A pixel is like a tiny piece of film which records one dot of the image.  Put enough of these together and you can form a picture.  On each digital image chip are millions of these little sensors, hence the term megapixel.  The more of these little dots there are the more a picture can be enlarged without seeing the dots. There is a point at which more pixels are only needed to produce larger prints or to crop the image and still maintain a high enough resolution so that you cannot see the dots that make up the image.  In my view 4 megapixel is very sufficient for prints up to 8X10 and for any type of monitor display.

The perception of the consumer market is that more megapixels are better. Let me be very plain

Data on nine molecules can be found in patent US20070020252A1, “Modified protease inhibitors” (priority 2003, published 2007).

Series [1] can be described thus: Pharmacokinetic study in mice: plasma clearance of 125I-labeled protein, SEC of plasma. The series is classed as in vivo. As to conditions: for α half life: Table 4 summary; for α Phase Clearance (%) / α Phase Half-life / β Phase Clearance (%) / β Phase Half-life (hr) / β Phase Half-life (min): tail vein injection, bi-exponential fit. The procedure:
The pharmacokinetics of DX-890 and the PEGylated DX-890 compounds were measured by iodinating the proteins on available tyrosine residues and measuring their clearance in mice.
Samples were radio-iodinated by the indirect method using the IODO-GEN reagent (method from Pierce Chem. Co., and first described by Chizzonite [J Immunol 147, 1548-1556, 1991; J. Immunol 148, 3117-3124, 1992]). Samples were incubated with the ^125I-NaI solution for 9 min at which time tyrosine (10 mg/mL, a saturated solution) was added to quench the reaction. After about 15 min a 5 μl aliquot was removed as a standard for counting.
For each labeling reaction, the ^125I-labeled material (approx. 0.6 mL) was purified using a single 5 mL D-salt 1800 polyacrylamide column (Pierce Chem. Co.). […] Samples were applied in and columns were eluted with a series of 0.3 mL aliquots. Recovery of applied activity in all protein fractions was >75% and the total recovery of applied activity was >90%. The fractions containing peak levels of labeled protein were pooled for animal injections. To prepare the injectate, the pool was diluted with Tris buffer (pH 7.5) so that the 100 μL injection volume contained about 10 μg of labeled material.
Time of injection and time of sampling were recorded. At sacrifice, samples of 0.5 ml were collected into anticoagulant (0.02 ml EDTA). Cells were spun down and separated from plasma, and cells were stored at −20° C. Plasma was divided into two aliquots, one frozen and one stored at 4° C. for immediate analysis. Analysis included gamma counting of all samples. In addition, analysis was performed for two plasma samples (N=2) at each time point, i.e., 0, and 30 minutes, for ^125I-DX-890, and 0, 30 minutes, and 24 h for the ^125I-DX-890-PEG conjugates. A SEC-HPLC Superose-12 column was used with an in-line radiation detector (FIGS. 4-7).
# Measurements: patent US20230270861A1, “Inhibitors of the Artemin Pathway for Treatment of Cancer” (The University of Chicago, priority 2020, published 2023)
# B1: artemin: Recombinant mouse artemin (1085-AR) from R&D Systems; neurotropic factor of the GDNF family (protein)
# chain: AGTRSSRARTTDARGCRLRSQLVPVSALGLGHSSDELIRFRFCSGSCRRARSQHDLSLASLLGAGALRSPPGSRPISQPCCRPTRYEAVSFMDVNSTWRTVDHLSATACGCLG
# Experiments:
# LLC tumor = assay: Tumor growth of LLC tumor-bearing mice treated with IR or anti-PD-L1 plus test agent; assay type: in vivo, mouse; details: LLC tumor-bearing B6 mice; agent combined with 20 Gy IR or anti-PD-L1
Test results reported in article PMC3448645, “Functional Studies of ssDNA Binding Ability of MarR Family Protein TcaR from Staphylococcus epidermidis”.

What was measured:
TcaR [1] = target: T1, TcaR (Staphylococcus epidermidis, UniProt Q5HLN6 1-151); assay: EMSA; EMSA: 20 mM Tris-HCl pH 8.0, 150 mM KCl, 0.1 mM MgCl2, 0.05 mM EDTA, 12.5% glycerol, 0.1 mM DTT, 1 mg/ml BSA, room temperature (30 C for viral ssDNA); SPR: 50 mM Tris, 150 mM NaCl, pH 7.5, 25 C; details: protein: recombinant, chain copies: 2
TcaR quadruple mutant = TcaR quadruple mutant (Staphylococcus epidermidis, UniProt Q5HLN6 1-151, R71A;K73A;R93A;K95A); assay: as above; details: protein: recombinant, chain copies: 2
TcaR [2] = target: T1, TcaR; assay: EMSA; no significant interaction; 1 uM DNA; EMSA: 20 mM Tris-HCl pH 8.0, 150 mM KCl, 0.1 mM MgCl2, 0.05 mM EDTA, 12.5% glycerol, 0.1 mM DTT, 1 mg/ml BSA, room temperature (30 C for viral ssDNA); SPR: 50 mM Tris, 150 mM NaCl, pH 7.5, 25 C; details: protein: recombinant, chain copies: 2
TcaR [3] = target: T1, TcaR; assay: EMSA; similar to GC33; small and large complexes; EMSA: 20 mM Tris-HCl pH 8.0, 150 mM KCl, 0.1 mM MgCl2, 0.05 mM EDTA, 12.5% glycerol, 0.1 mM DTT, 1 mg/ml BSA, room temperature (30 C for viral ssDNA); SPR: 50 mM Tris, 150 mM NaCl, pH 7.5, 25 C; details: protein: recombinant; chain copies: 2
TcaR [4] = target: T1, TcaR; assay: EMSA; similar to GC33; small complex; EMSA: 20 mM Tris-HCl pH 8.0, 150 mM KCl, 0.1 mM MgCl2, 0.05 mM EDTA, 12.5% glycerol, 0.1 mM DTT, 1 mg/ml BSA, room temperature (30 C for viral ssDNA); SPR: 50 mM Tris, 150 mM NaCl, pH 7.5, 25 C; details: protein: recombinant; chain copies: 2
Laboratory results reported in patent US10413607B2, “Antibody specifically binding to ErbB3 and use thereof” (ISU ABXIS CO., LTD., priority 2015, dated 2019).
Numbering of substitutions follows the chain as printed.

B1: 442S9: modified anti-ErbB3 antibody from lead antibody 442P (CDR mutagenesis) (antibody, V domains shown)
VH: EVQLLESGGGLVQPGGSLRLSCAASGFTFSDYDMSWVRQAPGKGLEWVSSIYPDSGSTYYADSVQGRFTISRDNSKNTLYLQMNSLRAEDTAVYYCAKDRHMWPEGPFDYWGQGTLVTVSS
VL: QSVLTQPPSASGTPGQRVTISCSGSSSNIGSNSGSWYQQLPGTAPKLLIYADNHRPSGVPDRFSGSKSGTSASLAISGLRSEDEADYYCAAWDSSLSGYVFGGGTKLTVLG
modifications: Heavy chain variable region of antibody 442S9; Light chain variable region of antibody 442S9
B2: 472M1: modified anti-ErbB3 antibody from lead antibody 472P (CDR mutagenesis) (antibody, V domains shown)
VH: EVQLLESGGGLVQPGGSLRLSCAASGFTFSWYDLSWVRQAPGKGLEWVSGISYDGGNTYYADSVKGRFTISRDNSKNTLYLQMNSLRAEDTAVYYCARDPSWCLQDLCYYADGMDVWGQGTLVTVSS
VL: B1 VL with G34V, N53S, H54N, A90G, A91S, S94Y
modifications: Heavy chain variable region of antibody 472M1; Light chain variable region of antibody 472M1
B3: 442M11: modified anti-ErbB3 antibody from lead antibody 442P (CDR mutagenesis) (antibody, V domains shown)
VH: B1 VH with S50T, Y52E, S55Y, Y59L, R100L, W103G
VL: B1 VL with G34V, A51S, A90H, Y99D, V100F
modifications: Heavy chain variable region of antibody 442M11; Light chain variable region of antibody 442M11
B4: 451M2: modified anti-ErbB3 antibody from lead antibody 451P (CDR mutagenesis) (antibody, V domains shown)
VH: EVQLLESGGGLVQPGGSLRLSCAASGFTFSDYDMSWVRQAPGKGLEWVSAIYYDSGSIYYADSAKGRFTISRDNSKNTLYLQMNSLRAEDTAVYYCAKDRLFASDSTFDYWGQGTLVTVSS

MORE MEGAPIXELS ARE NOT AN INDICATION OF A BETTER CAMERA.  HIGHER MEGAPIXEL COUNTS ARE NOT ALWAYS BETTER THEN LESS. Camera companies produce and develop what sells and it is the "How many megapixels does it have" question that has manufactures engaged in the reckless pursuit of more and more pixels on a single chip.  If a manufacturer makes a camera that has a 5 megapixel chip but it is 10 times better at producing a good picture than one rated at twice the pixel count it will be the higher megapixel camera that will sell, even though it produces an inferior picture.  So they have to play the megapixel game until everyone is at the top of the hill in terms of what is technically possible until the dust settles and then they can concentrate on improving features performance noise etc.  I think we are finally getting there (to the top of the hill) with pocket digacams sporting ridiculous pixel counts of 8 and 10 megapixels.  Don't get me wrong all things being equal more megapixels are a fine thing to have but not at the expense of a better sensor to begin with.  For 99% of the consumers that purchase this type of camera mega pixel count means absolutely nothing to them, yes let me say it again most consumers receive NO benefit from more megapixels.  Most people that purchase these cameras including me, an avid photographer, produce nothing more than 4x6 prints with an occasional 5X7 or 8X10.  What we do need is less noise and higher shutter speeds, better faster lenses and longer, more useful, zooms.